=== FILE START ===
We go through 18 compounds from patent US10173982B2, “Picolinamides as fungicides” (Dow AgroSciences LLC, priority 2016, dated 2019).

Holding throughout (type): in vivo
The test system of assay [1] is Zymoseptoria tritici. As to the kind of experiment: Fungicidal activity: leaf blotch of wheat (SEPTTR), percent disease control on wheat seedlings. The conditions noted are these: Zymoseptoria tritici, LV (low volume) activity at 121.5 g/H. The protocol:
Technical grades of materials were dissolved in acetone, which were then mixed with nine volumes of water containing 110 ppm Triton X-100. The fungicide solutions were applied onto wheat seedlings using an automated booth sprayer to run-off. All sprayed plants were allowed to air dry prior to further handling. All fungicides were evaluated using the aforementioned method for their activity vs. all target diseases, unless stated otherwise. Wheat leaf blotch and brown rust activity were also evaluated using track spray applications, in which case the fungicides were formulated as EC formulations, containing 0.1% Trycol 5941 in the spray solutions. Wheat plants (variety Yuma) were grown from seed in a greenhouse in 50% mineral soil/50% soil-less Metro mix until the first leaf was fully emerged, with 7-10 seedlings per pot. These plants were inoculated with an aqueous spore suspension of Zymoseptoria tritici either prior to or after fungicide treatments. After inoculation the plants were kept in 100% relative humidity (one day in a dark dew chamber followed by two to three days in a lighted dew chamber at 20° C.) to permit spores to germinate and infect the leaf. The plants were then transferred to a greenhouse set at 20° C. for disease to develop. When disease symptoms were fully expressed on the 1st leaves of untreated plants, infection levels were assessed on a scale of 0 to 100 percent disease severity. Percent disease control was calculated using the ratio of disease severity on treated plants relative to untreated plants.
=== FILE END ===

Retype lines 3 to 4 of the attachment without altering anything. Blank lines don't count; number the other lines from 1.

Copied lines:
The test system of assay [1] is Zymoseptoria tritici. As to the kind of experiment: Fungicidal activity: leaf blotch of wheat (SEPTTR), percent disease control on wheat seedlings. The conditions noted are these: Zymoseptoria tritici, LV (low volume) activity at 121.5 g/H. The protocol:
Technical grades of materials were dissolved in acetone, which were then mixed with nine volumes of water containing 110 ppm Triton X-100. The fungicide solutions were applied onto wheat seedlings using an automated booth sprayer to run-off. All sprayed plants were allowed to air dry prior to further handling. All fungicides were evaluated using the aforementioned method for their activity vs. all target diseases, unless stated otherwise. Wheat leaf blotch and brown rust activity were also evaluated using track spray applications, in which case the fungicides were formulated as EC formulations, containing 0.1% Trycol 5941 in the spray solutions. Wheat plants (variety Yuma) were grown from seed in a greenhouse in 50% mineral soil/50% soil-less Metro mix until the first leaf was fully emerged, with 7-10 seedlings per pot. These plants were inoculated with an aqueous spore suspension of Zymoseptoria tritici either prior to or after fungicide treatments. After inoculation the plants were kept in 100% relative humidity (one day in a dark dew chamber followed by two to three days in a lighted dew chamber at 20° C.) to permit spores to germinate and infect the leaf. The plants were then transferred to a greenhouse set at 20° C. for disease to develop. When disease symptoms were fully expressed on the 1st leaves of untreated plants, infection levels were assessed on a scale of 0 to 100 percent disease severity. Percent disease control was calculated using the ratio of disease severity on treated plants relative to untreated plants.